I phoned Uzra to explain who I was and when I expected to reach her town. When I arrived at her in-law’s home, she caught at my hand right at the entry, wound her way urgently through a roomful of praying old ladies, straight into her bedroom and locked the door. There she poured out her heart to me. Some hours later, I was called by my driver to start the journey home. Uzra hugged me and asked wistfully, ” How long is it since we last met?” I answered, ” This is the first time we have met.” She found it hard to believe. I, too, felt as if I had known her for as long as I had known Zohra ji and Sabra.
We became very close, often doing theatre together, acting and dancing, or devising programs for the Women’s Movement at grass-root level when in the same town or traveling to spend a few days together when we were apart. In some ineffable way, being with Uzra assuaged what I had always felt on being separated by borders and visas from my own elder sisters, Munta, Uma, and Renu. All these three Mumtaz sisters with their husbands has been part of The Chummery at 41 Pali Hill, Bandra Bombay, with Uma, Chetan Anand and others till they could afford to move out.
I was with Sabra the day that Uzra was brought home from hospital in her last illness, trying hard to clam Sabra who was so upset to find her sister visibly weaker, instead of better. It was the last time we three were together.
Relationships had already grown, in those years with the younger generation. I was delighted to help Uzra set up Kiran Segal’s performances in 1981 at Goethe Institute in Lahore, Pakistan, and to take her to see where the Zoresh Institute had been. Kiran, whom once I had childishly resented as her birth disrupted my lessons! Kiran, who always welcomed and made time for me and my daughter, Tehreema, to visit her home and her classes in Delhi. Here in Pakistan, my daughter Yameema’s first professional research job and publication was with Khawar Mumtaz. Her husband, Kamil Mumtaz, Zohra ji’s nephew, who received the Agha Khan Award for revival of indigenous forms in architecture, designed our home on this farm outside Islamabad. His sister Zara Mumtaz and I have worked together, presenting dance with young Kinnairdites, though we, too, are alumni of different decades. When Kamil’s organisation, working with other faiths for Inter Religious Harmony, organized a series of Seminars on the variation of Religion and Arts, he invited me to give a lecture demonstration on ” Religion and Dance, particularly Bharata Natyam” although he certainly knew that my personal orientation in dance is secular!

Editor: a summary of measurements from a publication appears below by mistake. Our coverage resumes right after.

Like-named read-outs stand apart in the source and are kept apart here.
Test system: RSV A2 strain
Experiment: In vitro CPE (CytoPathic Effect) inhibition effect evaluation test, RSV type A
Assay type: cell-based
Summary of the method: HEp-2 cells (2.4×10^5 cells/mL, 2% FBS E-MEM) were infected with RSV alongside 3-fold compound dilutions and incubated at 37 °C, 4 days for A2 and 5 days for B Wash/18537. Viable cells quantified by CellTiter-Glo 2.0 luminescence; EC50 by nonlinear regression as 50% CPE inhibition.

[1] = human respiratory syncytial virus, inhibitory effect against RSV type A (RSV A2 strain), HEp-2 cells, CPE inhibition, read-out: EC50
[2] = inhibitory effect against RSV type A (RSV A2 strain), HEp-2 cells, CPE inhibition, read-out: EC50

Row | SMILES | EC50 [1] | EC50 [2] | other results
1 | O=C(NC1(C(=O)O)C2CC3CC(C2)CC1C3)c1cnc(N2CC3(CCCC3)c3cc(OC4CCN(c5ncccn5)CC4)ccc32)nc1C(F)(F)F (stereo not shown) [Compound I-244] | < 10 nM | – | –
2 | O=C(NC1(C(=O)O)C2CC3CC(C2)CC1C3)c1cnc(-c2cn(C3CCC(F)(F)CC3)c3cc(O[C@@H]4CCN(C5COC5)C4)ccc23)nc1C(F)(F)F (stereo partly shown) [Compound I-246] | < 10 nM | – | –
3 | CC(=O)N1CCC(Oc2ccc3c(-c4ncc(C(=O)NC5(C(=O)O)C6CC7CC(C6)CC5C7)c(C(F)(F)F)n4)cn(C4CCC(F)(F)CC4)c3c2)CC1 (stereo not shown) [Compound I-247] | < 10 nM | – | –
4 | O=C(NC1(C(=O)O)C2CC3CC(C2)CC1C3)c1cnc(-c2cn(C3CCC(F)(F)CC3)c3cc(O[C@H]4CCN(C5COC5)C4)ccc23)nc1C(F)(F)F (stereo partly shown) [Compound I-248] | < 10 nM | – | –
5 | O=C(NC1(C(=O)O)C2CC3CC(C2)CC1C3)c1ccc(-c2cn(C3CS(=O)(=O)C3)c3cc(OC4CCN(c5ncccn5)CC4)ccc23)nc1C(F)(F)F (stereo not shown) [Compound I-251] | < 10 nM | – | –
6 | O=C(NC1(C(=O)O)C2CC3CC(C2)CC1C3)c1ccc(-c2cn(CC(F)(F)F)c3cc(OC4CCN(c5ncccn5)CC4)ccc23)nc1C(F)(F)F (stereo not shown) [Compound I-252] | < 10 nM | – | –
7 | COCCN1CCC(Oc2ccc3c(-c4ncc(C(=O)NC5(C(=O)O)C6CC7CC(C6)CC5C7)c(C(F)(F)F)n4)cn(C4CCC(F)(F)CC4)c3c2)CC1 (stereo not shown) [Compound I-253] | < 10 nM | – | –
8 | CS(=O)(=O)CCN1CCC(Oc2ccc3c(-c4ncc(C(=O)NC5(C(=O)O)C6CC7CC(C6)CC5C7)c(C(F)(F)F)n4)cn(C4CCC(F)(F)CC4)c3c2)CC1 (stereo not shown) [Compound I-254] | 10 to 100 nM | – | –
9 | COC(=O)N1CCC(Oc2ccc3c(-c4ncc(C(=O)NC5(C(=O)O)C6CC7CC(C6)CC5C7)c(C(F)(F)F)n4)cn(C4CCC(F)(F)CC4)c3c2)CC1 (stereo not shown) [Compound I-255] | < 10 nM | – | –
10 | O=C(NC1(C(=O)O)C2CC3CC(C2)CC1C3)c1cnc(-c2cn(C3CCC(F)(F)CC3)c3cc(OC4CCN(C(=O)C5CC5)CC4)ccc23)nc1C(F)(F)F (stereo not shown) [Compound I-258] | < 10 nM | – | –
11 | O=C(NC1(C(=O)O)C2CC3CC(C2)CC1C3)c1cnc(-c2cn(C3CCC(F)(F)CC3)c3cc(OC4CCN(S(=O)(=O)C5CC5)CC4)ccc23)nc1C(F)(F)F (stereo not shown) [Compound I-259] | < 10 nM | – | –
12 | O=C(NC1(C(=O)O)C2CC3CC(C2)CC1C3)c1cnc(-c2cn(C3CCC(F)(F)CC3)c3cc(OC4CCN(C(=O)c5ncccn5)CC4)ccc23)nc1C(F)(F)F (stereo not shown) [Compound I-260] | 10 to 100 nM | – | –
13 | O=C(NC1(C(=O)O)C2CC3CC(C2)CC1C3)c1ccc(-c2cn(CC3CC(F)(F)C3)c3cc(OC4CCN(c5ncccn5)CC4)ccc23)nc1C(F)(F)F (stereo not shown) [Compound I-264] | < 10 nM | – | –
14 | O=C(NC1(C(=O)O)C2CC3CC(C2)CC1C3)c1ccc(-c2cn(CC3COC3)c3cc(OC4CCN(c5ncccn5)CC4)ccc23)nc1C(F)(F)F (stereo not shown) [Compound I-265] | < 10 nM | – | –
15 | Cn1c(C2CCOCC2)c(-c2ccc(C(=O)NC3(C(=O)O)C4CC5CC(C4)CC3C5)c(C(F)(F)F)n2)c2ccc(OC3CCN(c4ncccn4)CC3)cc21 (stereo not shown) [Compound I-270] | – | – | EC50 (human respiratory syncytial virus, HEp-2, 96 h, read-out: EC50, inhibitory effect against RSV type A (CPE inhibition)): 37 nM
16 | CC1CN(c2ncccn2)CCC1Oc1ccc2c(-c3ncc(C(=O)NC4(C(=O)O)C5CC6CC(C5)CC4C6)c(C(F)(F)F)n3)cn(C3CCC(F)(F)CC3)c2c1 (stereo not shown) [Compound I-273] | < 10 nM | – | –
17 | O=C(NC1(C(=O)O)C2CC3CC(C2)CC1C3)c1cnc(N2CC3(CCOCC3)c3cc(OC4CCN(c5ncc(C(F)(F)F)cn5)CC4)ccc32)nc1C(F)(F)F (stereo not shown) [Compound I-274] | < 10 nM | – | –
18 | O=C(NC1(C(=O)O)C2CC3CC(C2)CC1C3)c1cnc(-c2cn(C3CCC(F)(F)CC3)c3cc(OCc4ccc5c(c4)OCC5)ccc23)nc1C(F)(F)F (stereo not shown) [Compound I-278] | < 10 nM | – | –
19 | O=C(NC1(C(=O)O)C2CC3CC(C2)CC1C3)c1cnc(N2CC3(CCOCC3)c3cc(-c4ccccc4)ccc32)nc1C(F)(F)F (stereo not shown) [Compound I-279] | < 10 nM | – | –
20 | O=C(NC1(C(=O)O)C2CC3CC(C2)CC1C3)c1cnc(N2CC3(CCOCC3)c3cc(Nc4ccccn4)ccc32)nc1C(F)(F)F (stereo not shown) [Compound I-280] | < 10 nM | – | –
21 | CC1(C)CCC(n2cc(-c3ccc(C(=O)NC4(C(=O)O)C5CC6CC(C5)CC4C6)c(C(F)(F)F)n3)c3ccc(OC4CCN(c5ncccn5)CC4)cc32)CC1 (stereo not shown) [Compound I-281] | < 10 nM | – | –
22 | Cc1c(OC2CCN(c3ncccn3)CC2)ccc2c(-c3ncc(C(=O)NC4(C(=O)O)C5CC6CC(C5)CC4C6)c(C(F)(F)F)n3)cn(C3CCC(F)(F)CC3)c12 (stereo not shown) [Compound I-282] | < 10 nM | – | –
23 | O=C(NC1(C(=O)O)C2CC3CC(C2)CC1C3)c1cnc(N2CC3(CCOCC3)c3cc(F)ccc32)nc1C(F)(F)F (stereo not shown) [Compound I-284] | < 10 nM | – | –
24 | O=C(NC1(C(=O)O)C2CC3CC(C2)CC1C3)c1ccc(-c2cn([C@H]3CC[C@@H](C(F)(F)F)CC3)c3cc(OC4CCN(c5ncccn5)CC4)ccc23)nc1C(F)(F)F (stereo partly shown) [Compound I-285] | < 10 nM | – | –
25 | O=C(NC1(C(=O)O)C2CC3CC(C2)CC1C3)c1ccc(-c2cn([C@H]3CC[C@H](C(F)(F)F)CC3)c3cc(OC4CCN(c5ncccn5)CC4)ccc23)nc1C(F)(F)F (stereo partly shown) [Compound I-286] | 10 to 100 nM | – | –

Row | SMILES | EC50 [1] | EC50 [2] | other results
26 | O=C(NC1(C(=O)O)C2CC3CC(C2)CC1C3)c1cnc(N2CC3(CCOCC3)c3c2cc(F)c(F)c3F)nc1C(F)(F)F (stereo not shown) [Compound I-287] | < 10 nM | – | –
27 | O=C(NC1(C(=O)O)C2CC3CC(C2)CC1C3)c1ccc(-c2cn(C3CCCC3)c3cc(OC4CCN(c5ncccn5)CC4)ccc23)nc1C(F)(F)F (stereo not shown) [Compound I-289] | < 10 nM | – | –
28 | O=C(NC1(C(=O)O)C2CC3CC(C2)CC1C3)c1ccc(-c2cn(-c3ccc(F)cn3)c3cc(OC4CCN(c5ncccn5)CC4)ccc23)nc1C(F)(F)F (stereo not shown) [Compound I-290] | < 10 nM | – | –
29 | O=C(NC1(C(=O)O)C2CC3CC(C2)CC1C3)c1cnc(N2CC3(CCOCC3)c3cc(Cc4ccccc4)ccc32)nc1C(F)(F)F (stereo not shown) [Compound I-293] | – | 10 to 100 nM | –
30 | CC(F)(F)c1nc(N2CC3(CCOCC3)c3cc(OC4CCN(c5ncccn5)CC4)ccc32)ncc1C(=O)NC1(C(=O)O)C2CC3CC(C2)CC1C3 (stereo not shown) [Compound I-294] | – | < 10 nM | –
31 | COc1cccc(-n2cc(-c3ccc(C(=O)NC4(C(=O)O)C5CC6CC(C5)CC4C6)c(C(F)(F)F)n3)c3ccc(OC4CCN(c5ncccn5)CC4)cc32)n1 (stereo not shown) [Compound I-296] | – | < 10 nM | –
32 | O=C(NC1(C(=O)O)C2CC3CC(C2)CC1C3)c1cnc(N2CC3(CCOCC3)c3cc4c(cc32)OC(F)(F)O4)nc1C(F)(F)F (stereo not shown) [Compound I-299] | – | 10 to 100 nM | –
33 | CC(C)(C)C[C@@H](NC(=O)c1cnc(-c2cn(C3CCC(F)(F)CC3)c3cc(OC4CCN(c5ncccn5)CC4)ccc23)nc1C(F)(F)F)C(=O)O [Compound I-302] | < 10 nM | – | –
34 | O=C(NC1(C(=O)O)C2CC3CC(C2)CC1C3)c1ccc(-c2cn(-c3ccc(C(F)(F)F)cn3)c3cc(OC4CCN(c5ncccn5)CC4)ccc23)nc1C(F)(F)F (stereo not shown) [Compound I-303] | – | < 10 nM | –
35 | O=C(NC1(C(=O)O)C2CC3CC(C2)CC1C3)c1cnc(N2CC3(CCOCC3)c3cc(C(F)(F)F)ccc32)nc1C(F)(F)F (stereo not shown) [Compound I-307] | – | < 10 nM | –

Recently Khawar and Kamil’s daughter Samia Mumtaz contacted me again regarding an ambitious dance theatre project for next year, in which she is involved with others. She has made her name as a performer in several forms of theatre. Even after leaving L.G.S, where she was my student, she has come to me for refresher courses in dance. But now I am reluctant to commit myself as I am unsure how much physical and mental energy I will be capable of by then.
My Bhabi Lola wrote to me from Delhi last year on her own birthday, “None of us dare to complain of minor aches and pains for Zohra is a role model for all of us, just as she is for you!”